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What's on the Menu? – A round-up of the latest restaurant reviews

05 October 2009 by
What's on the Menu? – A round-up of the latest restaurant reviews

The Guardian, 3 October
Matthew Norman enjoys one of the most pleasing meals he has eaten in years at The Wild Garlic in Beaminster, Dorset, opened by this year's MasterChef winner Mat Follas

The Wild Garlic - review in full >>

The Times, 3 October
Giles Coren is delighted to find terrific service and good, simple, modern home cooking at The King John Inn in Tollard Royal, Wiltshire
Portland crab on toast had not come far, and was all just yummy white meat for a change. There was a good, firm, rugged partridge and wild mushroom terrine; excellent salmon rillettes with pickled cucumber, sour cream and chives; and a cute little goat's cheese mousse with tapenade…We had a top-class saddle of venison (redcurrant jus a bit sharp if anything) and half a guinea fowl, which came with a faultless celeriac and goat's cheese dauphinoise - cunningly eschewing lactose and potato starch, sworn enemies of supermodels and fat critics. The puddings (apple and fig crumble, banana and chocolate bread and butter pudding…) looked stonking, but we just couldn't. Not with more boules planned for the next morning. Only one thing disappointed me: that it was only half-full on a Friday night. It should have been rammed. (£100 for four, not counting booze. Rating: meat/fish 9/10, cooking 7/10, service 8/10)
The King John Inn - review in full >>

The Observer, 4 October
Jay Rayner says the chefs at World Service in Nottingham are competent cooks, but are trying too hard to produce highly, evolved ultra-modern food that is exhausting for the customer

A single scallop comes with cauliflower prepared so many ways I drifted off while the waiter was explaining them: it had been dried and made into a kind of couscous, and maybe a purée. There was a fluid gel of apple and firm cubes of a slightly grainy apple jelly and a slice of Bresola lurking there as if it had wandered in from another dish and been too embarrassed to leave. A starter of mackerel came with strawberries and compressed watermelon, various purées, a wasabi foam, a bicycle pump, a speculum and a Sinclair ZX80. OK, I made up the last three, but you get the point. These plates hadn't been dressed - they had been invaded by marauding gangs of ingredients…The effect was to completely overwhelm and hide the main event. The scallop was accurately cooked. The mackerel was cleverly prepared, too. That's not what I was left thinking about. I was left wondering who thought watermelon and mackerel needed introducing. …The dish that worked the best was the most simply presented: a tranche of cod on a mirepoix studded with brown shrimps, the whole surrounded by what was described as a tartare velouté - a light, bright, acidic sauce studded with tiny capers.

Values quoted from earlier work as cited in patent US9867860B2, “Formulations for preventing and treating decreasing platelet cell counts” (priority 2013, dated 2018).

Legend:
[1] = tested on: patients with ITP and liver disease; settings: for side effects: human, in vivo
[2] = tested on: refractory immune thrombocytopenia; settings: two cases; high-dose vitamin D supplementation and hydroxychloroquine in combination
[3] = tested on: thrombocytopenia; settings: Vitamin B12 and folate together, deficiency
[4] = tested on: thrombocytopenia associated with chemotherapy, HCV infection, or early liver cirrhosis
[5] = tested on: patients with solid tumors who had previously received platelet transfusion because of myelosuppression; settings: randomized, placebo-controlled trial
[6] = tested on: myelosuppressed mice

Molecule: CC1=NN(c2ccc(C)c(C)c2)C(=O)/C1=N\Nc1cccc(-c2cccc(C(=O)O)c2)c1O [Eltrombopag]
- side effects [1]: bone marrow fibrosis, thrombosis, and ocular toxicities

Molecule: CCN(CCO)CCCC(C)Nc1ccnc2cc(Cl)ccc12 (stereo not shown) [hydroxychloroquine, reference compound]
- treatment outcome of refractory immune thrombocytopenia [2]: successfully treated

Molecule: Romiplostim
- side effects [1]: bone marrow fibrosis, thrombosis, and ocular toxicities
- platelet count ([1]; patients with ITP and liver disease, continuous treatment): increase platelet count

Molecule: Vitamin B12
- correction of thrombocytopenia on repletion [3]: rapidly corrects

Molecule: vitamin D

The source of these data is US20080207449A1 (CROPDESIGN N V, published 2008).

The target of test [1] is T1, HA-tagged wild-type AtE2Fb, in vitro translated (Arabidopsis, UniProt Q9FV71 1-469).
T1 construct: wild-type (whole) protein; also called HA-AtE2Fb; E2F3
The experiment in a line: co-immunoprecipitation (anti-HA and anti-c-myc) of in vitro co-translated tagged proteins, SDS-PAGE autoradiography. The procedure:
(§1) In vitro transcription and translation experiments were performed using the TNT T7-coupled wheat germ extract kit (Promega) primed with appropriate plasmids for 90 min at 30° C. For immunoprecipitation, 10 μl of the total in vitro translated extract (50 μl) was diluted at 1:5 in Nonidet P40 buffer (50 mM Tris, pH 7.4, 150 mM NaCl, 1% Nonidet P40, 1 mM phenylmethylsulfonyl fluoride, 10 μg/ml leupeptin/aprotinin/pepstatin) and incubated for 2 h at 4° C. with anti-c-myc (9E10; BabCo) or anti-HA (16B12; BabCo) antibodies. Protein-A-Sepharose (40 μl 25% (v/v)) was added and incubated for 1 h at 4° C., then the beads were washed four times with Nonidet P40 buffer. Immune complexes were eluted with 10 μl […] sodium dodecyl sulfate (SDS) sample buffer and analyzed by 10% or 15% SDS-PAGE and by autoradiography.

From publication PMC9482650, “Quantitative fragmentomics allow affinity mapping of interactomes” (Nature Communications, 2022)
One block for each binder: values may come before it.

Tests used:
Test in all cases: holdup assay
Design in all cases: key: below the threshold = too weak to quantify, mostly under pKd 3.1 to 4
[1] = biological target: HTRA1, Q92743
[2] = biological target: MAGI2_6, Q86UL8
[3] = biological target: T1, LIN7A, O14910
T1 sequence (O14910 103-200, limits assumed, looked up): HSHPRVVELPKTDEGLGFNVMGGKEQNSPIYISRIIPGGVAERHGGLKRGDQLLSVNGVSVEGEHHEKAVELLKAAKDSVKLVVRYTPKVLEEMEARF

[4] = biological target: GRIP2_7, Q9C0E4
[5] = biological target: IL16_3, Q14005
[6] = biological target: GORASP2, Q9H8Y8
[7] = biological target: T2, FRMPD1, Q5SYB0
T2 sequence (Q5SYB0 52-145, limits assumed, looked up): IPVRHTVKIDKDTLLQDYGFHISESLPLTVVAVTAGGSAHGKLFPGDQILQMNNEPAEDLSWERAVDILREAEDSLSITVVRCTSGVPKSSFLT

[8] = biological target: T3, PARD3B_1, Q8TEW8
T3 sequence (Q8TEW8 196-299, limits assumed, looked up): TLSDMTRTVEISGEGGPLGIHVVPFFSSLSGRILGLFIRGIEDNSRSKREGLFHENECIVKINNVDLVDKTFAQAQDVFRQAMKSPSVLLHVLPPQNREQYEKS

World Service - review in full >>
The Sunday Telegraph, 4 October
Zoe Williams finds Avista in the Millennium Hotel, London W1, is either very special and amazing or inexplicable

A had the melon and parma ham (£11), which was perfect: the melon was ripe and tasted of melon, the ham was extremely refined. It didn't take much skill, but then some things don't. It augured well for the meal ahead; there are probably schools of gastronomy that say that's the entire point of a starter. I, meanwhile, had deep-fried mozzarella with anchovies and Pachino tomatoes (£9.50). This was totally delicious, but I think would have gone down better, as a high-class experience, if it didn't so incredibly strongly resemble a toasted cheese sandwich. Seriously, it was even cut in triangular quarters and deep-fried. It looked like something your auntie might give you when you'd just had bad news…Puds, in fact, were somewhat idiosyncratic, by virtue of being enormous. A had the hot chocolate foam from the Caribbean with raspberries and ginger (£8.50).Honestly, it was the size, consistency and, now I think about it, colour of a hearty stew. Much too daunting for a dessert and not so special that the sin of hugeness was instantly forgiven. I had the marinated melon and peach (£7), with almond ice cream and tea gelatine - very virtuous and subtle. (Three courses: £35.25. Rating: 7.5/10).
Avista - review in full >>

By Janet Harmer

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